Totalitarianism

  • joseph stalin (left) and adolf hitler (right), who were leaders of the soviet union and nazi germany respectively, are commonly described as being the most notable dictatorial rulers of totalitarian regimes.
    mao zedong, former chairman of the communist party of china
    benito mussolini, former duce of italy
    kim il-sung, the eternal president of north korea

    totalitarianism is a political system or a form of government that prohibits opposition parties, restricts individual opposition to the state and its claims, and exercises an extremely high degree of control over public and private life. it is regarded as the most extreme and complete form of authoritarianism. political power in totalitarian states has often been held by autocrats which employ all-encompassing propaganda campaigns broadcast by state-controlled mass media.[1]

    totalitarian regimes are often characterized by extensive political repression, a complete lack of democracy, widespread personality cultism, absolute control over the economy, restriction of speech, mass surveillance, and widespread use of state terrorism. other aspects of a totalitarian regime includes the use of concentration camps, repressive secret police, religious persecution or state atheism, extensive practice of capital punishment, possible possession of wmds, fraudulent elections (if they take place), and potentially state-sponsored mass murder and genocides. historian robert conquest describes a totalitarian state as one recognizing no limits to its authority in any sphere of public or private life and which extends that authority to whatever length feasible.[1]

    the concept was first developed in the 1920s by both weimar jurist (and later nazi academic) carl schmitt and, concurrently, the italian fascists. italian fascist benito mussolini said "everything within the state, nothing outside the state, nothing against the state". schmitt used the term totalstaat in his influential 1927 work on the legal basis of an all-powerful state, the concept of the political.[2] the term gained prominence in western anti-communist political discourse during the cold war era as a tool to convert pre-war anti-fascism into postwar anti-communism.[3][4][5][6][7]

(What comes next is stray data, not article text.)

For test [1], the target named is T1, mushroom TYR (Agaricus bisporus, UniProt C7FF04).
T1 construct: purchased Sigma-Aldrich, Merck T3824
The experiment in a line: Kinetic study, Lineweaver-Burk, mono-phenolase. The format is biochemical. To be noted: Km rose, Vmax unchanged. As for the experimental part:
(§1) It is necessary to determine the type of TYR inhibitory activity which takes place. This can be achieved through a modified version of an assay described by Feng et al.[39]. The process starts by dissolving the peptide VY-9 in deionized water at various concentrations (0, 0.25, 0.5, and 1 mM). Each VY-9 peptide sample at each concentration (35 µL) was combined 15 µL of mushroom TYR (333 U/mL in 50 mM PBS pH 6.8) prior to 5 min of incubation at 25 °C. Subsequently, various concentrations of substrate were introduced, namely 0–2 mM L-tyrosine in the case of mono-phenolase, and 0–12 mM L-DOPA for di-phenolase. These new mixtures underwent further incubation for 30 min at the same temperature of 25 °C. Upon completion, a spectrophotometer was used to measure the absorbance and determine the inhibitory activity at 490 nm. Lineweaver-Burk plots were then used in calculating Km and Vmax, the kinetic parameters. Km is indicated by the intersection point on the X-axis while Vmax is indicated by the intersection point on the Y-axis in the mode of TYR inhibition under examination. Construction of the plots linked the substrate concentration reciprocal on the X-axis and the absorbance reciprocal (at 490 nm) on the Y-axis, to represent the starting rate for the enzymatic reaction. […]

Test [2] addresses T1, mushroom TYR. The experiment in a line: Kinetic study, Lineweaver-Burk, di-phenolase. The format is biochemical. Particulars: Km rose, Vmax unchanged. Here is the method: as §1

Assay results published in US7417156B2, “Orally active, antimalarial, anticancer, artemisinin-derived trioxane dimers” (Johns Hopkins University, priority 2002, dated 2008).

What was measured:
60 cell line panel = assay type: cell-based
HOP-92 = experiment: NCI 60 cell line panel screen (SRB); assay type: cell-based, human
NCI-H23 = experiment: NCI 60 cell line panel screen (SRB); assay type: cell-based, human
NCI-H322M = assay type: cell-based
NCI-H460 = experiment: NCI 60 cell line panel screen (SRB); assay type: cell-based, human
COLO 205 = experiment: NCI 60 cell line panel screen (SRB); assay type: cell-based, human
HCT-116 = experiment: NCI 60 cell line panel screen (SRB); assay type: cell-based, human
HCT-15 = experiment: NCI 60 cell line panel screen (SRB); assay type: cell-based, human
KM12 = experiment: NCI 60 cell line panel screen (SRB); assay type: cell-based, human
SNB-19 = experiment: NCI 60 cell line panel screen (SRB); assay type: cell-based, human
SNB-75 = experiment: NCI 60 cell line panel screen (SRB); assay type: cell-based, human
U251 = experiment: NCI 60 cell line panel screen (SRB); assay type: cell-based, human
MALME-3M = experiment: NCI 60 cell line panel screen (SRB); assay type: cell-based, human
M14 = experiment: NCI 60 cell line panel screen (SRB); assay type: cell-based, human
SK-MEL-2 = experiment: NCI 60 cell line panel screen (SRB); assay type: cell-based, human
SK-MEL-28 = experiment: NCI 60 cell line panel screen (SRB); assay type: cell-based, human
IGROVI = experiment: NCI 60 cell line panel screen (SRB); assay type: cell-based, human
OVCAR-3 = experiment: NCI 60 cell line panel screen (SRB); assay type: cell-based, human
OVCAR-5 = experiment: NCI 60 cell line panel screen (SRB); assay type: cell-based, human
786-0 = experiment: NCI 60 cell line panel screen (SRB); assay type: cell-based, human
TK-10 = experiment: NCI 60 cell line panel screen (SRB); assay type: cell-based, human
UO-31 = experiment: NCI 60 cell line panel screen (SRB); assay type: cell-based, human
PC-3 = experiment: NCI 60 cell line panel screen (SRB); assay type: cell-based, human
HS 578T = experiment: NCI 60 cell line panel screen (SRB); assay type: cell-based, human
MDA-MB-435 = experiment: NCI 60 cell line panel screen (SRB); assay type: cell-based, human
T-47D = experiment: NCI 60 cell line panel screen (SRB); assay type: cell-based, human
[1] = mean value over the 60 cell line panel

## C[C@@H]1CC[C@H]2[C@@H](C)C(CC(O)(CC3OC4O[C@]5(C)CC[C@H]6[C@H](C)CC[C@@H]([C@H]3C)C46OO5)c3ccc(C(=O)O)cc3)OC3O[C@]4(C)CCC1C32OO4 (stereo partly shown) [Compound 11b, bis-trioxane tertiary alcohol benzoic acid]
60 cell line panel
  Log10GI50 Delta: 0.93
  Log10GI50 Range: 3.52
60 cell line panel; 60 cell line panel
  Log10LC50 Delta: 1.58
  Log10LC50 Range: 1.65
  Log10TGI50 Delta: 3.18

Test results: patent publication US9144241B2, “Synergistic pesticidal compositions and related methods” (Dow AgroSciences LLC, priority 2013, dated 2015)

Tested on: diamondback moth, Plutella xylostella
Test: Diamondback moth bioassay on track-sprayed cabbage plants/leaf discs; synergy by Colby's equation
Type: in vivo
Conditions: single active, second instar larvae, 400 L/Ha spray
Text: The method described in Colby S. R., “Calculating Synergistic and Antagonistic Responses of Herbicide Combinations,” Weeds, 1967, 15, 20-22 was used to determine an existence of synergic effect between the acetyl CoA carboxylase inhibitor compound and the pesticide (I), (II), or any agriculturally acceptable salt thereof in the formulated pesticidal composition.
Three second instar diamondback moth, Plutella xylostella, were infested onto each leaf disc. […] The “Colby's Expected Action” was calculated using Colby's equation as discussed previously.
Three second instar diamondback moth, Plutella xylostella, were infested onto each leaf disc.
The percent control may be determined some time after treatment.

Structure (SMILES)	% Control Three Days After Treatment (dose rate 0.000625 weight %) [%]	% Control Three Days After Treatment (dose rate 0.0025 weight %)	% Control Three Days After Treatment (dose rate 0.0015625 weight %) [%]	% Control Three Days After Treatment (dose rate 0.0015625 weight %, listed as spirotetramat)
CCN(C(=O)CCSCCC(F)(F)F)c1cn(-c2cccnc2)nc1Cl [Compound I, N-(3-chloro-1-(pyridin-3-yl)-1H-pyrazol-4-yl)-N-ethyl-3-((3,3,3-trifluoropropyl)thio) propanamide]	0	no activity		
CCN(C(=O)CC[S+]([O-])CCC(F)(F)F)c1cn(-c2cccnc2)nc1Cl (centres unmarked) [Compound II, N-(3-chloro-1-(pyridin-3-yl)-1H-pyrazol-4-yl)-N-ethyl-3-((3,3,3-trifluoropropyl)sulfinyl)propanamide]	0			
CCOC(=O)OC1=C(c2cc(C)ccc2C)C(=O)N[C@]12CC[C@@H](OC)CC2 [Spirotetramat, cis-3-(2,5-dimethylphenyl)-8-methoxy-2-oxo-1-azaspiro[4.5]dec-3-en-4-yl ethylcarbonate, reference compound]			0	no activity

totalitarian regimes are different from other authoritarian regimes. the latter denotes a state in which the single power holder—an individual "dictator", a committee or a junta or an otherwise small group of political elite—monopolizes political power. "[the] authoritarian state [...] is only concerned with political power and as long as that is not contested it gives society a certain degree of liberty".[8] authoritarianism "does not attempt to change the world and human nature".[8] in contrast, a totalitarian regime attempts to control virtually all aspects of the social life, including the economy, education, art, science, private life and morals of citizens. some totalitarian governments may promote an elaborate ideology: "the officially proclaimed ideology penetrates into the deepest reaches of societal structure and the totalitarian government seeks to completely control the thoughts and actions of its citizens".[9] it also mobilizes the whole population in pursuit of its goals. carl joachim friedrich writes that "a totalist ideology, a party reinforced by a secret police, and monopoly control of [...] industrial mass society" are the three features of totalitarian regimes that distinguish them from other autocracies.[8]